Missoula labor organizers encourage unionization on Labor Day
Updated On: Sep 02 2013 10:52:23 PM MDT
All across the state Monday Montanans celebrated Labor Day.
In Missoula dozens of residents and local union leaders celebrated with live music, food and pro-labor speakers.
We talked with union leaders who tell us it's important to remember how critical labor unions have been, and they point to last week's fast food strikes as a reminder of what unions can do for workers.
Economists say paying fast food workers $15 an hour would hurt small business but Mark Anderlik, president of the Missoula Area Central Labor Council, tells us he thinks fast food strikers should aim to earn $15 an hour.
“The minimum wage in the 1960s, when our economy was booming, if it kept up with inflation, would be pretty close to $15 an hour today,” Anderlik says. “There are so many people who work full-time and make a low wage and they cannot pay their own bills, they cannot support themselves and that's wrong and it's actually hurting the economy.”
NBC Montana caught up with Lieutenant Governor John Walsh, who says he’s proud to see so many people come out to celebrate Labor Day.
“Today is a great day around the country for labor organizations to come together and celebrate with their members and organizations and to thank them for what they have done for our workers and not only here in Montana but around the country,” says Walsh. “When you take a look at wages and safety, and work place safety, a lot of that has improved because of our labor organizations.”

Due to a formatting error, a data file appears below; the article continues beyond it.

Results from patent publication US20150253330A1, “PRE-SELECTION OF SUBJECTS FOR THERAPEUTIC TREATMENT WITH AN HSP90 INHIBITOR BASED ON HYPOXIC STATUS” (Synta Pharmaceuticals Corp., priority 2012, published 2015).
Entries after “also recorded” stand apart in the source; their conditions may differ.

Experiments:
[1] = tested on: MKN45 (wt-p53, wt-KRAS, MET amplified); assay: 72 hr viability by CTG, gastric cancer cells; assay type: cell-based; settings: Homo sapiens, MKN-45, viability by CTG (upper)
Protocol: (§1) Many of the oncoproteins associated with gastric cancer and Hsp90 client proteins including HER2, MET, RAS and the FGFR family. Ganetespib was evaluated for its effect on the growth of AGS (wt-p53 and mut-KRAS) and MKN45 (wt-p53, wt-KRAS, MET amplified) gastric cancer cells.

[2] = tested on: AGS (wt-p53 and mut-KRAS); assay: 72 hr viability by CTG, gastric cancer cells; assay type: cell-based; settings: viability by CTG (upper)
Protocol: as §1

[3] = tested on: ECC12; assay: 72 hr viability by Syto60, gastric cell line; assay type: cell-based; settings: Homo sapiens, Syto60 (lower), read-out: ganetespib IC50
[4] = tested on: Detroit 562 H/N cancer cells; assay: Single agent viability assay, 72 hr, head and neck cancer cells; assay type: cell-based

Anderlik tells us the goal in organizing Monday’s event was to inform people on how they can rally together to make a change.
“One thing we take away is we must organize and to organize is not sort of rearranging your stuff at home it means you're able to articulate what it is you want than to find other people who have a similar need,” he says. “You get together and you make a plan to go fix that.”
Anderlik says if the average American wants to earn a higher wage they need to unionize. He tells us it’s not just about local folks rallying together, but a nation of laborers rallying together.
“Average people need to get together and it's not going to be easy and it's not going to be quick, but that is the only way that things are going to change for the better.” says Anderlik.
“If the average worker in Montana doesn't have money in his pocket to buy groceries and to put clothes on his children's backs then the large corporations won't have demand,” Walsh says. “I’m a really strong believer in the middle class and the workforce and we need to do everything we can to continue to improve their benefits and wages.”
As for the fast food workers, Anderlik says he believes companies can afford to give workers a higher wage.
“To say that corporations can't afford this while they're making billions of dollars in profit,” he says. “There is going to come a day when people are going to get sick and tired of this stuff and they're not going to have any trust or support for corporations.”
For more information about union groups in western Montana or to find a labor union, click here.